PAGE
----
Brasenose could challenge Oriel Eights headshipThe Oxford University Summer Eights, which start today on the Isis, offer tantalising rowing prospects over the next four days in both the men's and women's first divisions (a Special Correspondent writes).
Oriel, who start head, were beaten by 1¼ lengths by Brasenose, who start fifth, over 1,500 metres at Wallingford. Oriel's narrow escape in Torpids last term does not bode well and Brasenose could be in a position to challenge them by Saturday.
Osler House's women, with a strong complement of 1995 Blues, look fast and should survive at the head. Their strongest challenge could come from St Hilda's, in fifth, whose crew is composed entirely of members of the 1995 Oxford University WBC squad, with Abbie Chapman, the Boat Race cox, steering.
Brasenose launch headship ambition in styleThe top three crews rowed over on the first day of the Oxford University Summer Eights yesterday, but Christ Church, starting fourth, were caught by Brasenose, who could be in position to challenge Oriel for the headship on Saturday, coming out of the Gut.
Also in the men's first division, New College quickly bumped Keble and University crabbed, allowing Magdalen to score an overbump.
At the top of the women's divisions, the leading three crews also rowed over, but St Hilda's, whose boat is composed of members of the 1995 Oxford University squad, achieved an early contact with fourth-placed Somerville and can expect to despatch Pembroke as quickly today.
Oxford EightsPembroke bumped their way to the head of the river, but a query surfaced over the eligibility of their stroke.
Pembroke tighten grip on top placePembroke consolidated their position as head of Oxford Summer Eights. They kept a two-length lead over Oriel and heard that Joe Michels, their No 7. is still a junior member of the university. The programme today runs an hour early.
Pembroke ploy holds off OrielPembroke regained the Oxford University Head of the River title on Saturday, which the college last earned in 1872.
Now, unless grey areas in the race rules are rapidly cleared up, Pembroke's solicitors have established that the way is open to pack college eights with elite performers in the quest for a place on the winners' list.
Oriel backtracked on a declared earlier intention to do so and settled for an unimpressive crew that passed the boathouses two lengths behind the leaders.
With characteristic maturity, Osler House retained the women's headship and New College again resisted the potent force of St Hilda's.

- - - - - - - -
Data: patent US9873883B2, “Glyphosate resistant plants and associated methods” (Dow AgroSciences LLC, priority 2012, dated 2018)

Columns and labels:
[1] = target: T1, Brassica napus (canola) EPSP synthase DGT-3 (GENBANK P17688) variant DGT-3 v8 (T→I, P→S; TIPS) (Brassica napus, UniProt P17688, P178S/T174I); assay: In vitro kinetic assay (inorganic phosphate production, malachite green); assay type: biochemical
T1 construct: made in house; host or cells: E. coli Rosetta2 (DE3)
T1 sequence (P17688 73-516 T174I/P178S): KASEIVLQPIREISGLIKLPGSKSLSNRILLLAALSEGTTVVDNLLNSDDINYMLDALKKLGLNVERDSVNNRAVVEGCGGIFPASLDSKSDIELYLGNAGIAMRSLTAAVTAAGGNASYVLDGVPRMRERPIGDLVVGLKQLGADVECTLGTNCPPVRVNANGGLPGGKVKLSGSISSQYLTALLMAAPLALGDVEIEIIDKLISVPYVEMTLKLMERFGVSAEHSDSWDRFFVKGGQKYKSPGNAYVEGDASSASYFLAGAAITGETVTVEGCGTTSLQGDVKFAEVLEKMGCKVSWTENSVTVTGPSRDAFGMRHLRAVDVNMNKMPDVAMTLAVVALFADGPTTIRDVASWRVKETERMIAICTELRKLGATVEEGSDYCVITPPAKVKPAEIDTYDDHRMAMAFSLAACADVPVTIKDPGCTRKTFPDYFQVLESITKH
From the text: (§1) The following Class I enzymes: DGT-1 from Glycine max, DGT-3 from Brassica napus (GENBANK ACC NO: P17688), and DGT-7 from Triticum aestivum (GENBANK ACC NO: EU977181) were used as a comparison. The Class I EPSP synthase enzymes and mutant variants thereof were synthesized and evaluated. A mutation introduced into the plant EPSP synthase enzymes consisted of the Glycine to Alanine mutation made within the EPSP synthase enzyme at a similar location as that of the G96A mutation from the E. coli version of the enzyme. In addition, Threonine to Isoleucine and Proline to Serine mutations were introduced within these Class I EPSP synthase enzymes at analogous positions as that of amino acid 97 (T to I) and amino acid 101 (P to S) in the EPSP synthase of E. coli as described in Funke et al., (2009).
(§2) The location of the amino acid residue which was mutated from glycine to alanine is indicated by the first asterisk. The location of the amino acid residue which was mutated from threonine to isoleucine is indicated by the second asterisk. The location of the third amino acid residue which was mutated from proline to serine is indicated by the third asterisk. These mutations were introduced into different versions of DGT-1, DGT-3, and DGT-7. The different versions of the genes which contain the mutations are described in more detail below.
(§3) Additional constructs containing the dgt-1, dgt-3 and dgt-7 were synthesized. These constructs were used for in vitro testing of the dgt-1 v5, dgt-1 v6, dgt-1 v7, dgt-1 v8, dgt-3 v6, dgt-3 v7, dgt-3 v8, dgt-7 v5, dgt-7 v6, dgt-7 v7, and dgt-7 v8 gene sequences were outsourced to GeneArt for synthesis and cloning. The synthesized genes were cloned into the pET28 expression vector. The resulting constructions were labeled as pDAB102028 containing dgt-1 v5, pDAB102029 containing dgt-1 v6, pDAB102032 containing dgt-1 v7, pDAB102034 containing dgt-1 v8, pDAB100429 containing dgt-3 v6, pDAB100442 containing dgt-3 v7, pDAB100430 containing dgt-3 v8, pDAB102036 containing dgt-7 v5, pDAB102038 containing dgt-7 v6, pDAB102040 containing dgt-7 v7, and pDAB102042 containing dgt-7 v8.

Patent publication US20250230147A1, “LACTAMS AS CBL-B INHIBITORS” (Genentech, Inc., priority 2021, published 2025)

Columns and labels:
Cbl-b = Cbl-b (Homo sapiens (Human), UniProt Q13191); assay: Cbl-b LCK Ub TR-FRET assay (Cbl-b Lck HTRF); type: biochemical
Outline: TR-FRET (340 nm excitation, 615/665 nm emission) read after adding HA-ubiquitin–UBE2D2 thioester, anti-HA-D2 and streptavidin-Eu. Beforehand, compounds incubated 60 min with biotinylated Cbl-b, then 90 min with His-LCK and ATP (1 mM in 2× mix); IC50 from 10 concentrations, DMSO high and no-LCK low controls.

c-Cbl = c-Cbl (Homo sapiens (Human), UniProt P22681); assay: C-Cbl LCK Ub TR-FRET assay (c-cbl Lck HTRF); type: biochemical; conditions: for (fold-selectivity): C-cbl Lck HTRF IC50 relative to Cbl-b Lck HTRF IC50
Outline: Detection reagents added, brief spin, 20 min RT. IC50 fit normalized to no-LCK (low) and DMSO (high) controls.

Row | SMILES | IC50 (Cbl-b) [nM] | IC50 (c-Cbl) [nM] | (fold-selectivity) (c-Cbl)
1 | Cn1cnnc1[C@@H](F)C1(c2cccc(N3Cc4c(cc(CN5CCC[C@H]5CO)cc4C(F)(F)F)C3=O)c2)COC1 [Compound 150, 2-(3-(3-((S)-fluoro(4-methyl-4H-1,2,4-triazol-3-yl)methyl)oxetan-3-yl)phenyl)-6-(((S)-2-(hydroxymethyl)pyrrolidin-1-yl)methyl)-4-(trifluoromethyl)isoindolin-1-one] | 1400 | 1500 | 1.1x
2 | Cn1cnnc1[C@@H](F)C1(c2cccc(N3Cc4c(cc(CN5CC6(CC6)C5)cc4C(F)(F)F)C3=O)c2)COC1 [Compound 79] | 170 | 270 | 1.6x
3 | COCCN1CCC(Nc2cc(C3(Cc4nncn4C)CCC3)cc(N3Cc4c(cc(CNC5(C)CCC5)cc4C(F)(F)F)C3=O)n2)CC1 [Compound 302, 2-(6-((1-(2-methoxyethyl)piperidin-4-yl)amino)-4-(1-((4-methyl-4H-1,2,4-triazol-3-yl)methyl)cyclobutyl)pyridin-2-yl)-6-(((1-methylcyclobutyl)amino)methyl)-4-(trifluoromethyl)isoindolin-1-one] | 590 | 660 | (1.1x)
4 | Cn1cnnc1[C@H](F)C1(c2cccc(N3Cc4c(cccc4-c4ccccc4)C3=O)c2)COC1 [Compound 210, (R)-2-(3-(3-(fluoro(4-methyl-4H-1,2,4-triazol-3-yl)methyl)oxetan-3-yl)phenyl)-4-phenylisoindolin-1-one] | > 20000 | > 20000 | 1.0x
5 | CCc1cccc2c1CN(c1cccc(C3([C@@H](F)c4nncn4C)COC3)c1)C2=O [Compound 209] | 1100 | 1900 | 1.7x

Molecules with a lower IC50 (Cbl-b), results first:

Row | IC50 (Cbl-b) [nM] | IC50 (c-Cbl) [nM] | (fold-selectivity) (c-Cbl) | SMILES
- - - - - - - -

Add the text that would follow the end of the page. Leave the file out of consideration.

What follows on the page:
Pembroke won by hard workFrom the President of the Oxford University Boat Club
Sir, your report (May 29) on Oxford University Summer Eights implies that Pembroke packed its boat with elite rowers and entered the competition unfairly. This is incorrect.
The dispute centred on one oarsman, Joe Michels, a junior dean at Pembroke for the past two years and currently a research fellow in condensed matter physics.
The question was solely whether Michels was a junior member of the university (automatically eligible for Eights) or a senior member (eligible for Eights with permission from a captains' meeting).
The university's published regulations clearly show that someone in Michels's situation is a junior member. The rules committee voted unanimously that this was the case and that he was eligible to row without further discussion. Oriel's threatened use of former members did not materialise because they were not current members of the university and therefore ineligible.
Far from being stuffed full of "elite performers", the Pembroke eight contained four freshmen, three of whom had never rowed before coming up to Oxford. Gutsy rowing and a year-long commitment to training bumped Oriel in 30 strokes and easily held them off over two days, not some devious ploy.
It is that sort of spirit that is revitalising Oxford rowing at all levels, from the Blue boat down through to the colleges.
From Mr Tim Waters
Sir, Pembroke were greatly helped by the willingness of our two Blues to row in the crew, a refreshing contrast to the all too familiar egotism of many university level oarsmen/women.
Unfortunately, speed on the Isis is a rare commodity and crews possessing it are often the target of malicious gossip or denigrating comment.
(Coach, Pembroke College Boat Club)
|B:||T. A. W. Jarratt||Magdalen CS|
|2:||S. J. Wootton||Bearsden Academy, Glasgow|
|3:||W. H. Wagner||Abingdon|
|4:||A. J. D. Pask||Leeds GS|
|5:||J. P. W. Walshe||Bryanston|
|6:||T. J. Minor||Vandyke Upper S & CC|
|7:||J. G. Michels||La Salle, USA|
|S:||J. B. McLanahan||Yale|
|C:||L. A. N. Hudson||U. Wales, Cardiff|
|Coach:||T. L. Waters|
|B:||Susie Noury||11st 10lb|
|2:||Sue Snape||11st 5lb|
|3:||Catherine Magill||12st 10lb|
|4:||Sophie Pilkington||12st 7lb|
|5:||Emma Haynes||10st 7lb|
|6:||Gillian Pottinger||9st 1lb|
|7:||Joanna Skillman||9st 7lb|
|S:||Denny Levett||10st 7lb|
|C:||Nick Schenker||8st 4lb|
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